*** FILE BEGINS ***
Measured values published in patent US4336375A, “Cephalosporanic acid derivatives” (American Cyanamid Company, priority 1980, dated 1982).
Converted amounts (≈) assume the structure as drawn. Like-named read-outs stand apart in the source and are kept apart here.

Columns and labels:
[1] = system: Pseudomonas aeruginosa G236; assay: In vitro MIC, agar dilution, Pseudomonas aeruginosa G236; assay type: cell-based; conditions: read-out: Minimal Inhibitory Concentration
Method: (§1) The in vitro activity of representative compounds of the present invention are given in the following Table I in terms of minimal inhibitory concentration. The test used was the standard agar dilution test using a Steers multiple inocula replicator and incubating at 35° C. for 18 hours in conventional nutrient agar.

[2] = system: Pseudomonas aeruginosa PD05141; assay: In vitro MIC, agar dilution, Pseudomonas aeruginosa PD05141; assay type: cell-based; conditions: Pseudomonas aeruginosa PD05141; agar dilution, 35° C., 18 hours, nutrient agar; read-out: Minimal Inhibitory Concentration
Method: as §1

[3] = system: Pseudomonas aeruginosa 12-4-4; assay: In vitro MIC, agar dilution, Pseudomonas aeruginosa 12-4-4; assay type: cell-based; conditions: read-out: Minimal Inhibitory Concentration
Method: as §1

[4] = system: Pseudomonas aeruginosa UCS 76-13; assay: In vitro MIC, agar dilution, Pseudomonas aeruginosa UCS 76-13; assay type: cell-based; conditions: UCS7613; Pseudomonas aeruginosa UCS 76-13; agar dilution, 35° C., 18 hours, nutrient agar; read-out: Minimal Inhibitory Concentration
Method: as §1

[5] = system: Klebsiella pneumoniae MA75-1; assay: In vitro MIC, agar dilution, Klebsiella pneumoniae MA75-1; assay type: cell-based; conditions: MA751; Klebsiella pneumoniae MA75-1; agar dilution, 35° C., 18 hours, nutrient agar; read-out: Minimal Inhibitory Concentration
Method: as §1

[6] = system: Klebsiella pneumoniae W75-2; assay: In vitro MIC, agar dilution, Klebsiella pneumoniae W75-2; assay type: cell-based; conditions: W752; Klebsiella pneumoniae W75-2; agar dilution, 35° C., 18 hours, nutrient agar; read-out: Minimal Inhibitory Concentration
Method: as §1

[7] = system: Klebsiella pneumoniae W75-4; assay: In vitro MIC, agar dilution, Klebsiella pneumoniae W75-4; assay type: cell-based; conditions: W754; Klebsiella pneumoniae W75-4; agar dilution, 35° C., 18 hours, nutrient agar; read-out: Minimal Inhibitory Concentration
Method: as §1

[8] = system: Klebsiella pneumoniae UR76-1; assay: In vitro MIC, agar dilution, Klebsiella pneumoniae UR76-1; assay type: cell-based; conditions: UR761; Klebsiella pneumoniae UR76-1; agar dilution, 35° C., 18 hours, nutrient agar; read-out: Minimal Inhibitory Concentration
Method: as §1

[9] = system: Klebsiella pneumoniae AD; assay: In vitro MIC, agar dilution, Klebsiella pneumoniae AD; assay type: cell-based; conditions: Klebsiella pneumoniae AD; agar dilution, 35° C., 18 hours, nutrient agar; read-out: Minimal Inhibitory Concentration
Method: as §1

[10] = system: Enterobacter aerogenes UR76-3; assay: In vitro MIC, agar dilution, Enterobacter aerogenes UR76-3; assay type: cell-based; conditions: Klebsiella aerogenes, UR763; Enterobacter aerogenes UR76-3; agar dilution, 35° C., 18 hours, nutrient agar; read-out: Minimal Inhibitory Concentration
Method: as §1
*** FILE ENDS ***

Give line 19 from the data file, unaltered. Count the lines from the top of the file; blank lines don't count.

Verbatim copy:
Method: as §1